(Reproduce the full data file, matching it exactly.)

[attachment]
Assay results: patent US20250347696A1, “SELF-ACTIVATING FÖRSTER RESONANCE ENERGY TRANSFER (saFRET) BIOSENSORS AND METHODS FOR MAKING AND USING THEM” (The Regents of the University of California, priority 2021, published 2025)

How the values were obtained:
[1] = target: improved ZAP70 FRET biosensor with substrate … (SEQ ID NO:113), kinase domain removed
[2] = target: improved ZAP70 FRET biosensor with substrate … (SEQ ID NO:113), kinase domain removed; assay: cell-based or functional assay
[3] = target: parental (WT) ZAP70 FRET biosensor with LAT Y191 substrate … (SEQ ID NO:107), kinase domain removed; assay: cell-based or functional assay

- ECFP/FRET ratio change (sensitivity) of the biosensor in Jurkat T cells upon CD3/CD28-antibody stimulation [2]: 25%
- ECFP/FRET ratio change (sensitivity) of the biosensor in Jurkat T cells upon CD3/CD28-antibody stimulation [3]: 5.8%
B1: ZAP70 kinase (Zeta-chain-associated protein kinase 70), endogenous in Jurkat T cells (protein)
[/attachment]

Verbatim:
Assay results: patent US20250347696A1, “SELF-ACTIVATING FÖRSTER RESONANCE ENERGY TRANSFER (saFRET) BIOSENSORS AND METHODS FOR MAKING AND USING THEM” (The Regents of the University of California, priority 2021, published 2025)

How the values were obtained:
[1] = target: improved ZAP70 FRET biosensor with substrate … (SEQ ID NO:113), kinase domain removed
[2] = target: improved ZAP70 FRET biosensor with substrate … (SEQ ID NO:113), kinase domain removed; assay: cell-based or functional assay
[3] = target: parental (WT) ZAP70 FRET biosensor with LAT Y191 substrate … (SEQ ID NO:107), kinase domain removed; assay: cell-based or functional assay

- ECFP/FRET ratio change (sensitivity) of the biosensor in Jurkat T cells upon CD3/CD28-antibody stimulation [2]: 25%
- ECFP/FRET ratio change (sensitivity) of the biosensor in Jurkat T cells upon CD3/CD28-antibody stimulation [3]: 5.8%
B1: ZAP70 kinase (Zeta-chain-associated protein kinase 70), endogenous in Jurkat T cells (protein)